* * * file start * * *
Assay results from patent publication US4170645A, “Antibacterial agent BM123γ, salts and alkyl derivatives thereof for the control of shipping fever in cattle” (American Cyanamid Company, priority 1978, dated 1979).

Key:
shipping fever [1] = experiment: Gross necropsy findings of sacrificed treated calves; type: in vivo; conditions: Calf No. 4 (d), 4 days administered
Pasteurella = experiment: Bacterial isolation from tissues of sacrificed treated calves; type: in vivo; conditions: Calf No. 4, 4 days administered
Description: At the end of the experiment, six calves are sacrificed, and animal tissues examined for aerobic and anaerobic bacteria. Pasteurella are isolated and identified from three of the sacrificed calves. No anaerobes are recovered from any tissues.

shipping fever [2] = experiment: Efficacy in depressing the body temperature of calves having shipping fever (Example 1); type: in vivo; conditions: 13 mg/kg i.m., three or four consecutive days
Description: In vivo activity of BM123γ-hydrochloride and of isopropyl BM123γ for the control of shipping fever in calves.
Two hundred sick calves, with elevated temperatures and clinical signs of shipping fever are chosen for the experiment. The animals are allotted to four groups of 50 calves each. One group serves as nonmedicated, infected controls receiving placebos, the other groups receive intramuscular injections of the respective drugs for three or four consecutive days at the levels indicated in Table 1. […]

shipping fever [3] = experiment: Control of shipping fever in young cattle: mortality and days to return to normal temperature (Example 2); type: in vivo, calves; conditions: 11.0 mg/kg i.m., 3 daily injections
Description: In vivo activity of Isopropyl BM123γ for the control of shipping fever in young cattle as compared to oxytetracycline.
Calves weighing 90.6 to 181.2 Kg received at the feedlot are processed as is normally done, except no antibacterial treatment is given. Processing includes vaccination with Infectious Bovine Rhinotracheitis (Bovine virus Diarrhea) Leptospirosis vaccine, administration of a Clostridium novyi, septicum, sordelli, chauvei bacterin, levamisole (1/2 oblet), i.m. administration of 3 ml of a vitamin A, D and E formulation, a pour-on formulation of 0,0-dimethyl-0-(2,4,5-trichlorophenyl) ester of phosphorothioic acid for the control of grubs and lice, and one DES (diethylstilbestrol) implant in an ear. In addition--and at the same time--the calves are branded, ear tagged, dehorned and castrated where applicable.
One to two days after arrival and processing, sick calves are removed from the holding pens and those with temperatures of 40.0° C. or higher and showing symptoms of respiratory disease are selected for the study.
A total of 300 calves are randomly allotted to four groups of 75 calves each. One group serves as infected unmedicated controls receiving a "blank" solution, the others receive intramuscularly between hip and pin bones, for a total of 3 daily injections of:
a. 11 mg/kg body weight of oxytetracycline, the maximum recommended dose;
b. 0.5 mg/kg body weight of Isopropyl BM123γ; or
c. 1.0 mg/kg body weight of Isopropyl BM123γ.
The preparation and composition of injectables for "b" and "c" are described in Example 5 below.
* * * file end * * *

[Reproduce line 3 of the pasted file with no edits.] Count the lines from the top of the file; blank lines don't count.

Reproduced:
shipping fever [1] = experiment: Gross necropsy findings of sacrificed treated calves; type: in vivo; conditions: Calf No. 4 (d), 4 days administered